The Plastiki isn't just raising awareness of marine debris, it's also helping to publicize, and commercialize, a new composite sheet made out of recycled PET. The Plastiki -- the boat made out of PET soda bottles that David de Rothschild is sailing from San Francisco to Australia -- managed to get a plug today for the composite sheet product. The plug came from The New York Times Green blog. Blogger Sindya N. Bhanoo writes that "after 38 continuous days at sea, the crew anchored at Christmas Island on April 27 for a few days' rest before the next leg, a 20- to 30-day voyage to Fiji." While the crew is in port, he traded emails with skipper Jo Royle, and put together a Q&A interview for the blog. The plug? It comes in Royle's answer to this question: "Did you have any harrowing moments in those 38 days sailing the Pacific?"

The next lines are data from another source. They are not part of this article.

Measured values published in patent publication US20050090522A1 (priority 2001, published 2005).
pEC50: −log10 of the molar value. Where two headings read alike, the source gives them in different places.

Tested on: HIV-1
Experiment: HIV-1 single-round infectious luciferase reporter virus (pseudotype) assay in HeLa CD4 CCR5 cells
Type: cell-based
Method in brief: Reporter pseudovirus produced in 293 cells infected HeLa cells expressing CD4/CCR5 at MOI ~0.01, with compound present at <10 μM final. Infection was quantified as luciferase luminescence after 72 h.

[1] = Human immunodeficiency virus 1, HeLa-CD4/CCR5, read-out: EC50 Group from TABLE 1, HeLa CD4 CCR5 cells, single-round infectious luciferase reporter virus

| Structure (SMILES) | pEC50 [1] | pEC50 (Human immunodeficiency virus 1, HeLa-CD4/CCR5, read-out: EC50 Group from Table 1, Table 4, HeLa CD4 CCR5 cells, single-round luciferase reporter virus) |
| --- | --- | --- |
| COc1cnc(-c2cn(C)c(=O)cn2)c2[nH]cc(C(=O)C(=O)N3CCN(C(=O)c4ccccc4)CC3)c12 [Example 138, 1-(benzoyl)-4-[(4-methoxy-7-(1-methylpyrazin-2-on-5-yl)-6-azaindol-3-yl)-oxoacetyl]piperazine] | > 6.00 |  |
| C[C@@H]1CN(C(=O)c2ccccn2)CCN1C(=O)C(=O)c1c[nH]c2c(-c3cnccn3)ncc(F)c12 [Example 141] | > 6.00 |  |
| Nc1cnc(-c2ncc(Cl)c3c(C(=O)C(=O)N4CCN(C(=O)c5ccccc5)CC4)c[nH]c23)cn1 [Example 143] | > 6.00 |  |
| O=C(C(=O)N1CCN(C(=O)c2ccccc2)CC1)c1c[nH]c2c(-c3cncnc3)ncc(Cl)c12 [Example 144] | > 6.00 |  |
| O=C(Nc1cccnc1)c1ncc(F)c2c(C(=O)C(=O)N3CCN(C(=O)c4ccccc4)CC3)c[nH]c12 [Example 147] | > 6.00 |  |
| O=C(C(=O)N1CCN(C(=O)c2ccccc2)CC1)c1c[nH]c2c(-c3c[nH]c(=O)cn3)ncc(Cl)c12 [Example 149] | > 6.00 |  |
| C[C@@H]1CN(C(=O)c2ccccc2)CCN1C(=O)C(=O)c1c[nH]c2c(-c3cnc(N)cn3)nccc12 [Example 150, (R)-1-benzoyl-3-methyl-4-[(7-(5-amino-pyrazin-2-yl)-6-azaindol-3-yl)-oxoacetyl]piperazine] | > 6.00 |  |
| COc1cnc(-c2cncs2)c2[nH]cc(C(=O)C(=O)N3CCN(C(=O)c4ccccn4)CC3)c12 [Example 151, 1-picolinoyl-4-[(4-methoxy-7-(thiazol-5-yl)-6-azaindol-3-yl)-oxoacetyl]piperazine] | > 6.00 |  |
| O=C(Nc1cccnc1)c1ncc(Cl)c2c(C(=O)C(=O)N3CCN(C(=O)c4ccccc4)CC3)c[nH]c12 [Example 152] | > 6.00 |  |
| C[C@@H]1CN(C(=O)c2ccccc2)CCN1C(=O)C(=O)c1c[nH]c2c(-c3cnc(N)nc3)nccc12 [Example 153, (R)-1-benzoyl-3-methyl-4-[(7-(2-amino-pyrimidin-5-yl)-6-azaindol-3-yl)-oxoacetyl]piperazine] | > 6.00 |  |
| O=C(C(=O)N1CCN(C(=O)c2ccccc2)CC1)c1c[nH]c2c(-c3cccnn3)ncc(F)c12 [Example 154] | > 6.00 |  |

We have arrived after sailing for nearly 40 days across some of the most remote ocean in the world with no visual fatigue in the super structure of the Plastiki. This is a great achievement for the project and proves that Seretex -- a fully recyclable self reinforced PET [polyethylene terephthalate] -- is a smart material to replace the use of more toxic and less recyclable plastics used to manufacture anything from garden furniture to bus stops to the interior of cars. The Plastiki is the first product to be built from Seretex.Seretex didn't ring a bell with me, so I did some checking. This web site describes it as Seretex srPET, short for self reinforced PET, "a revolutionary product that will change the way we build composite structures. This replacement for typical fiberglass/epoxy products is much safer and easier to work with. It can be made from 100% recycled content and can then be recycled again at the end of it's life. Your next tennis racket or pair of skis might be derived from drink bottles and when you are done with them recycled again into a jacket or sweater. This is the future, be part of it." This earlier Plastics Blog post included a video that featured the Seretex material, although the story doesn't mention the material by name. The material is created by taking a polyester fabric made from recycled PET, applying heat and pressure, to create a rigid board. I'm sure we'll hear more about Seretex after the Plastiki completes its voyage to Australia. Interesting that SmarterPlanet LLC is apparently using this eco-focused voyage to prove the durability of a recycled-content product.